Progress made in SEMO against feral hogs
PIEDMONT, Mo. – The Missouri Department of Conservation (MDC) continues the fight against invasive feral hogs in Missouri. In its Southeast Region, MDC and public- land partners have eradicated 165 hogs from Southeast Missouri (SEMO) public lands in Reynolds, Iron, Wayne, Stoddard and Pemiscot counties. An additional six hogs were reported taken by private landowners.
“We’ve had a large eradication effort which began early this year,” said MDC Wildlife Management Biologist Mark McLain.
McLain’s team trapped, snared, ran dogs, and deployed a helicopter over very dense, rural areas to locate feral hogs early this year.
“We have had four helicopter flights so far this year, at Johnson Shut-In State Park, Sam A. Baker State Park, Mingo National Wildlife Refuge and Black Island Conservation Area,” he said. A total of 47 hogs were eradicated as a result of these flights.
“Populations are still expanding in numbers and into new territories,” McLain said. “We are seeing new populations spring up miles away from established populations and even some on remote private land, suggesting people are still illegally releasing them.”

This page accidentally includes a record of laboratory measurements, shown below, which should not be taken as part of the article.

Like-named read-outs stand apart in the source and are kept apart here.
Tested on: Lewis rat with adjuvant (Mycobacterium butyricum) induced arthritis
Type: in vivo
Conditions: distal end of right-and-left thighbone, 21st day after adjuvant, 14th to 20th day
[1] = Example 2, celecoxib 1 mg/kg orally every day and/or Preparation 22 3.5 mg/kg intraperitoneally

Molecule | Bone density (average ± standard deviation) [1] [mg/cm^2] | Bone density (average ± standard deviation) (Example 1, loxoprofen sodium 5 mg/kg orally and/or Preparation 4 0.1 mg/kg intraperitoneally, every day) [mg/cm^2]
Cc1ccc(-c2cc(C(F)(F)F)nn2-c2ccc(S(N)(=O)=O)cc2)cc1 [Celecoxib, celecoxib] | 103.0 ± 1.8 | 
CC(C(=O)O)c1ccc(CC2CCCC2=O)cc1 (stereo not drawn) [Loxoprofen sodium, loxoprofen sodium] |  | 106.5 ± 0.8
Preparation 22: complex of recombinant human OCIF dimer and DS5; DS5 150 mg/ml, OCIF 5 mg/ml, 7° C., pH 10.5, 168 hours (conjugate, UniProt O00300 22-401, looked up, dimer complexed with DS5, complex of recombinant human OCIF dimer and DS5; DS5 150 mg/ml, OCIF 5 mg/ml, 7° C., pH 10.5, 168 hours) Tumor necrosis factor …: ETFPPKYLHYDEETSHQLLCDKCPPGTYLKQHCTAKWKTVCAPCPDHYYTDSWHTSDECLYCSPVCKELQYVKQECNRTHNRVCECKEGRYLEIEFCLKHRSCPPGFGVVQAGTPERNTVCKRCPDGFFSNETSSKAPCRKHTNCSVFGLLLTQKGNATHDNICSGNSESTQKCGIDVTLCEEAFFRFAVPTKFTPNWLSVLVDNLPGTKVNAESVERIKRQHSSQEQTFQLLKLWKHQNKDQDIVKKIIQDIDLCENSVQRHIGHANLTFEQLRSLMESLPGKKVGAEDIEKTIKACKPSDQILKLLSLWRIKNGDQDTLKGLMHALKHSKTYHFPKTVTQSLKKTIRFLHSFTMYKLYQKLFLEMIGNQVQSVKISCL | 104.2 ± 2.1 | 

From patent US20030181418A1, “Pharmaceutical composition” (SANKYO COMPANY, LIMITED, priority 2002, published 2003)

Releasing feral hogs and hog hunting is illegal, but activities continue in both Southeast and Ozark Regions. Feral hog hunting promotes the release of the hogs and pushes them into new territories, where they are difficult to find and trap. Well-intentioned "hog hunters" typically are unsuccessful or may remove only one or two hogs in multiple attempts. The hunters' presence and activities may actually cause feral hogs to leave an area, which can disrupt many weeks of baiting and trapping efforts by MDC staff.
“Unfortunately, our traps continue to be found and interrupted by hunters a couple weeks after we set them in Reynolds and Iron Counties, leaving us with limited success in those areas,” McLain said. “We really hope these hog hunters will realize they do more harm than good and help us instead by reporting hogs or hog sign.”
A feral hog is defined by Missouri statute as any hog that is not conspicuously marked by ear tags or notches and that is roaming on public or private land. Feral hogs can carry as many as thirty-two diseases, many of which can cross over into other animals including domestic livestock, according to the MDC. Some of the diseases carried by hogs can even infect humans, such as Brucella suis, which can be contracted when field-dressing feral hogs.
Feral hogs damage agricultural crops and lands through their direct feeding and rooting behavior and damage natural resources such as woods ponds, springs, and streams by their wallowing behaviors. This also produces soil erosion and water quality concerns, according to the MDC. They compete directly with wildlife species for food resources, like acorns, and they eat any amphibian or reptile they encounter.
McLain said anonymous reports of hog releasing activities can be made through the Operation Game Thief Hotline, 1 (800) 392-1111. For more information on the fight against feral hogs in Missouri go online to mdc.mo.gov or call the MDC's Southeast Regional Office at (573)290-5730.